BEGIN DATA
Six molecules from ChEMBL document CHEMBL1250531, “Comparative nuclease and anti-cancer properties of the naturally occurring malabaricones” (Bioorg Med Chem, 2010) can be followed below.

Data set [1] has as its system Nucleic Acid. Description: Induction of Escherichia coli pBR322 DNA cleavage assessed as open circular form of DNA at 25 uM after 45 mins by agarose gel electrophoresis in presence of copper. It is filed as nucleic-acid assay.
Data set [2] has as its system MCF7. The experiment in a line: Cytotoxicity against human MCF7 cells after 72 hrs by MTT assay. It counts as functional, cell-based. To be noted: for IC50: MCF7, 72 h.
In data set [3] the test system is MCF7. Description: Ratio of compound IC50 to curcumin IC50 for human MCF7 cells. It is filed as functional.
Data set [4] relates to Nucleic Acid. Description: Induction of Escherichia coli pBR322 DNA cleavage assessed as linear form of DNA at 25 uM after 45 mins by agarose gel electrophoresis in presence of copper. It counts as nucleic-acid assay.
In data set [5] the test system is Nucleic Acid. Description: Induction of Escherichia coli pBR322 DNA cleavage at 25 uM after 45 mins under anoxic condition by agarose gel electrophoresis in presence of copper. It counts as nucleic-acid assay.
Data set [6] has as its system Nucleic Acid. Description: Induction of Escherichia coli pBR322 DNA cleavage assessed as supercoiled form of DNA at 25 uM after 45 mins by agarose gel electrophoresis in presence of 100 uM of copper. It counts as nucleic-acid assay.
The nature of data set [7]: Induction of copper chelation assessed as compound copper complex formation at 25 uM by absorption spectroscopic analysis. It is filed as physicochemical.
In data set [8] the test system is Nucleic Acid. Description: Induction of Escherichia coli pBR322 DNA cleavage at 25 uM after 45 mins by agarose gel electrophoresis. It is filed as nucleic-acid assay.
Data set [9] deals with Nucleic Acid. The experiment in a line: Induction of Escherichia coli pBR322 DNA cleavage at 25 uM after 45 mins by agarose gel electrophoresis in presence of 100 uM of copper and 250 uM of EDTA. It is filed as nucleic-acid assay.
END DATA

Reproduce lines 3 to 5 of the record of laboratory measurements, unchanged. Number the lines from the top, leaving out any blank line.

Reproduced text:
Data set [2] has as its system MCF7. The experiment in a line: Cytotoxicity against human MCF7 cells after 72 hrs by MTT assay. It counts as functional, cell-based. To be noted: for IC50: MCF7, 72 h.
In data set [3] the test system is MCF7. Description: Ratio of compound IC50 to curcumin IC50 for human MCF7 cells. It is filed as functional.
Data set [4] relates to Nucleic Acid. Description: Induction of Escherichia coli pBR322 DNA cleavage assessed as linear form of DNA at 25 uM after 45 mins by agarose gel electrophoresis in presence of copper. It counts as nucleic-acid assay.